Poor pollination may cause squash blossoms to wither, drop
At some point, gardeners may find the large and attractive yellowish blossoms on their squash plants have dropped to the ground, instead of turning into tiny fruits.
The cause of dropping blooms typically results from poor pollination, or a lack of pollen transfer from the male blooms to the female ones.
Squash plants have both male and female flowers, and it's the female flower that produces the fruit, which appears small and green beneath the flower. The male flower has only a stem below it. As the blossoms appear, the flowers of each sex will open as they mature. But the flowers of both sexes remain fertile in the morning hours of only one day, and if the female flowers don't receive pollen from the male flower, they close and eventually fall off the plant, according to Texas AgriLife Extension Service.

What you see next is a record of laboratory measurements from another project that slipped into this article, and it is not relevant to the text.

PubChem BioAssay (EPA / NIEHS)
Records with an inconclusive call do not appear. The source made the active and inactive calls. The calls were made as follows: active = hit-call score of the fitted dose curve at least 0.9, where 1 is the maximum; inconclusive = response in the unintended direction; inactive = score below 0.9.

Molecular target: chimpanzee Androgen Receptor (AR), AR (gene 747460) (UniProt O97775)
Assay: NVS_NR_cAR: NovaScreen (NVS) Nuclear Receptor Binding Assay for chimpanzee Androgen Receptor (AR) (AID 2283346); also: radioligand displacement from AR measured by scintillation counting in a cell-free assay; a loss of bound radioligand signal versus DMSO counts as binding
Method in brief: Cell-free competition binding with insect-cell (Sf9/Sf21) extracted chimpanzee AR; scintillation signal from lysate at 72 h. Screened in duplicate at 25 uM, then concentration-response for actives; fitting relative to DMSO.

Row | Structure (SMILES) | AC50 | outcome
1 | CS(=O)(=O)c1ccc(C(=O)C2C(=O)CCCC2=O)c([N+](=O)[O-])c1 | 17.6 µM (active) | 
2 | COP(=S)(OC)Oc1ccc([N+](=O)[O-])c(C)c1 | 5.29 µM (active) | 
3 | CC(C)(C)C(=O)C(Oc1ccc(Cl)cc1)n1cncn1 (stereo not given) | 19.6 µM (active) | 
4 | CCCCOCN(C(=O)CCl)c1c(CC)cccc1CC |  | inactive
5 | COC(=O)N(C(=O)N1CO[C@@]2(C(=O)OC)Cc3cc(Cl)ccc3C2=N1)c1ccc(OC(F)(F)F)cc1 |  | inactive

"The male blossom may open a second day, but the pollen will no longer be fertile and the blossom will close, wilt and drop from the plant that day or the next," Texas AgriLife Extension Service writes.
Sometimes a squash plant may have more male than female flowers or vice versa, and the flowers of either sex open day or a week before the others, another reason why pollintation may not occur, Texas AgriLife explains. The North Carolina Cooperative Extension says this situation most of the time "will correct itself."
Gardeners can help aid pollination, too, by assuring more bees visit their squash plant, either through planting flowers nearby or placing a rented or personal bee hive near the garden. Gardeners may also hand pollinate by using a Q-tip or paint brush to transfer the pollen from the male to the female flower.
Other causes of pollination problems may be due to conditions that interfere with bee visits such as rain, temperature changes